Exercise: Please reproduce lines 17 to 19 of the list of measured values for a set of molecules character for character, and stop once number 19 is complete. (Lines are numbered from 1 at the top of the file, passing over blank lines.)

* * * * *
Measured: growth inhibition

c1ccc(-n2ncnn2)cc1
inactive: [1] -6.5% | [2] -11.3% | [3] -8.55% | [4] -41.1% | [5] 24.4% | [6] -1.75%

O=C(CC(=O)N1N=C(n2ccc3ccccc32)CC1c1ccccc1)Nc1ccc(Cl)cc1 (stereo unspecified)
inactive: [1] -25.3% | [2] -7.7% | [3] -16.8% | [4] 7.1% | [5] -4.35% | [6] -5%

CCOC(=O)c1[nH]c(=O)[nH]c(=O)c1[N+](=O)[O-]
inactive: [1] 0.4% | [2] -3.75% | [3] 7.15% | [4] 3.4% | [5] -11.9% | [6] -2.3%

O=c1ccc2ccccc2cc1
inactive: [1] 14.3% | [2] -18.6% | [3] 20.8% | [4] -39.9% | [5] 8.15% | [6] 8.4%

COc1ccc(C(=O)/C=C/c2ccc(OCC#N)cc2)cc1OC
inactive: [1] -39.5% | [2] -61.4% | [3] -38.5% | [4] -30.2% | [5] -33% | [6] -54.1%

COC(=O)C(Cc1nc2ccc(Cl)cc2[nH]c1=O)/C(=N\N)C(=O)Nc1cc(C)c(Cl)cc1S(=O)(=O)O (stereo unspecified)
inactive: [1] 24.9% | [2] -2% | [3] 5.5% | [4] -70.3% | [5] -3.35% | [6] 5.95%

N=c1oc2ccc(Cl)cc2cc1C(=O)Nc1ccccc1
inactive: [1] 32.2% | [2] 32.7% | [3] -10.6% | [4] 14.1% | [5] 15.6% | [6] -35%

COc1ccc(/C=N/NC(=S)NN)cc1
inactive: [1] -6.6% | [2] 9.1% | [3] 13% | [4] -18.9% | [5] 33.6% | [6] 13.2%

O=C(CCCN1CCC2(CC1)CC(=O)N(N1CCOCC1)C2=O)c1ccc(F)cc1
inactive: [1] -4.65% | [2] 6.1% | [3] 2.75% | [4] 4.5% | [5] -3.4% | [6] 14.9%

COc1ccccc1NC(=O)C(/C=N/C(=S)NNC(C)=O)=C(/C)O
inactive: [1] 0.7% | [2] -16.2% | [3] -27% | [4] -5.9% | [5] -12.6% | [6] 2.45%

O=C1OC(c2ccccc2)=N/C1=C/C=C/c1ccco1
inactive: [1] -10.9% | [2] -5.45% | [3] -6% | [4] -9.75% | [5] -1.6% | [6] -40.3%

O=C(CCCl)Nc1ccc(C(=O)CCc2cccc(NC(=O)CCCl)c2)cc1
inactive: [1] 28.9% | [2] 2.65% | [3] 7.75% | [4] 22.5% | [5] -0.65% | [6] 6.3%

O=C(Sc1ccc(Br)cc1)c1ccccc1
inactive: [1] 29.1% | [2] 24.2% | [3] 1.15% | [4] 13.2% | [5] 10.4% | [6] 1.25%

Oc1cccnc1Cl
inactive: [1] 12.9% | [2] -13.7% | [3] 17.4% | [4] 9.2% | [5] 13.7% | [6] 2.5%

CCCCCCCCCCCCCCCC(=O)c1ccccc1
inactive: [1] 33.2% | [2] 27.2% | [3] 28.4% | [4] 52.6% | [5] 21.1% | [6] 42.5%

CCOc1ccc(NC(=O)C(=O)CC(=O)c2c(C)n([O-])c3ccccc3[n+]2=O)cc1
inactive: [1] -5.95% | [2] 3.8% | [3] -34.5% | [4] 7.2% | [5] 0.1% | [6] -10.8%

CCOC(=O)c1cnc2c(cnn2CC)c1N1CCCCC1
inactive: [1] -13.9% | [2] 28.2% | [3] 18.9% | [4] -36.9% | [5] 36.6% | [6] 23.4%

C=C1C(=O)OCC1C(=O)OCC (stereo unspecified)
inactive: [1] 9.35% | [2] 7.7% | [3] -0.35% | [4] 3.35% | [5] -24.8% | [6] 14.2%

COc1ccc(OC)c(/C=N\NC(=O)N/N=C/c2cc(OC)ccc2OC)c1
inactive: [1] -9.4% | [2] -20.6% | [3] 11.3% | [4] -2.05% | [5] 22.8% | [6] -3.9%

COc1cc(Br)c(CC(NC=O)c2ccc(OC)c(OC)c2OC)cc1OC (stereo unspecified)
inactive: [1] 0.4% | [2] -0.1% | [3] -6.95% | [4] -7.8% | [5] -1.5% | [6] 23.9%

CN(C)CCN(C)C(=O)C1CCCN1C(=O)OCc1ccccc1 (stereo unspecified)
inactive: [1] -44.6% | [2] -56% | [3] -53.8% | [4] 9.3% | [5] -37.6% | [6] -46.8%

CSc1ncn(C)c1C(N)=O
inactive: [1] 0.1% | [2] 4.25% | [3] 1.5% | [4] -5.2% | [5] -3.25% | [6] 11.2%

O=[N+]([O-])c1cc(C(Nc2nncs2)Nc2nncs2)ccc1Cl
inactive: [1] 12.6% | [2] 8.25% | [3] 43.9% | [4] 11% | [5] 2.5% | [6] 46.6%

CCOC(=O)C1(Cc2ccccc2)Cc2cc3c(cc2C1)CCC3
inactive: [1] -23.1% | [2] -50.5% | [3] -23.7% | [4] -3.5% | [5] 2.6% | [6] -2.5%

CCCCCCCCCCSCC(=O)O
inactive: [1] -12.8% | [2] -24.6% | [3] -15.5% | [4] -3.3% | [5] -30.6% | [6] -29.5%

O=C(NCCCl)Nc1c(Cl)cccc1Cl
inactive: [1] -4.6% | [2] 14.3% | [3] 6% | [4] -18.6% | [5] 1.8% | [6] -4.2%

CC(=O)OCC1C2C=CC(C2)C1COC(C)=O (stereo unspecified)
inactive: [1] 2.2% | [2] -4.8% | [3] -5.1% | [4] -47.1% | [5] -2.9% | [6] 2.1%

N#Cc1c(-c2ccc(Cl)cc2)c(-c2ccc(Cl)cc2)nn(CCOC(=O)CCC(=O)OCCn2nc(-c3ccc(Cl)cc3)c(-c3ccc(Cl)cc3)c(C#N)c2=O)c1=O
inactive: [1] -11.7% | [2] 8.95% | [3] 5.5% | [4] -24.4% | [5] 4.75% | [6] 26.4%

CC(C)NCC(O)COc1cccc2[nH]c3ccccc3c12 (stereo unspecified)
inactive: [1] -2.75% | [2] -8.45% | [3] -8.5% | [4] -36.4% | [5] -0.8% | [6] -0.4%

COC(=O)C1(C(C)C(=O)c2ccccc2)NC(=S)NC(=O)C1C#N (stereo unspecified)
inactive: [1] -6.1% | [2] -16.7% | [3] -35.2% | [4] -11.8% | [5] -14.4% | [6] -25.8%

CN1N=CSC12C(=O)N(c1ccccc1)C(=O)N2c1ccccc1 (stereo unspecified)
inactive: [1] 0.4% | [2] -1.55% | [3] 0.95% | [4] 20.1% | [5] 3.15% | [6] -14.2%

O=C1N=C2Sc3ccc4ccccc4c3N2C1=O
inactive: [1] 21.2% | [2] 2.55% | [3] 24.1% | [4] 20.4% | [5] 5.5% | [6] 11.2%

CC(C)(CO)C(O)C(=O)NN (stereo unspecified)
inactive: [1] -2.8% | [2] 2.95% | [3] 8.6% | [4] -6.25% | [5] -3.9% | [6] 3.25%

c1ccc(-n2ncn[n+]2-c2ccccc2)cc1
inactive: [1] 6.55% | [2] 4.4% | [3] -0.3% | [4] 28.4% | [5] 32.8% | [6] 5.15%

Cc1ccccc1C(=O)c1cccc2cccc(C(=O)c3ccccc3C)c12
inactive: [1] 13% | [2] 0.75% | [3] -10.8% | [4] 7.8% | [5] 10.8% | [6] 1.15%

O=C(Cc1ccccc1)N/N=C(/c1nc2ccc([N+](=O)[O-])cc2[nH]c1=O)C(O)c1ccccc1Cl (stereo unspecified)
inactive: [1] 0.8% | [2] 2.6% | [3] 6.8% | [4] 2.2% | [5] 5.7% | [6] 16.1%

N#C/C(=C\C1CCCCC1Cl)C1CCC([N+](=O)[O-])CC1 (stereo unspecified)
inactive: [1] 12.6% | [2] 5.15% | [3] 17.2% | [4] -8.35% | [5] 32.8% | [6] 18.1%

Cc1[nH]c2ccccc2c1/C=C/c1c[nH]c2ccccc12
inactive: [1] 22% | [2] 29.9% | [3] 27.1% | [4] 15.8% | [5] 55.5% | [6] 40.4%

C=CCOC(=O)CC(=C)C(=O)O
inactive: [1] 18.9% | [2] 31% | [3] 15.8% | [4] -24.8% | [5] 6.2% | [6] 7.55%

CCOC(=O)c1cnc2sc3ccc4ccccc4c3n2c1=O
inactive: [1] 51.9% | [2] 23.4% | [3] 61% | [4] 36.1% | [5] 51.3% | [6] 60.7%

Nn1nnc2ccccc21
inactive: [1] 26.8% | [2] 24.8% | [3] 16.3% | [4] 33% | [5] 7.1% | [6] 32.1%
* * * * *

inactive: [1] -6.6% | [2] 9.1% | [3] 13% | [4] -18.9% | [5] 33.6% | [6] 13.2%

O=C(CCCN1CCC2(CC1)CC(=O)N(N1CCOCC1)C2=O)c1ccc(F)cc1
inactive: [1] -4.65% | [2] 6.1% | [3] 2.75% | [4] 4.5% | [5] -3.4% | [6] 14.9%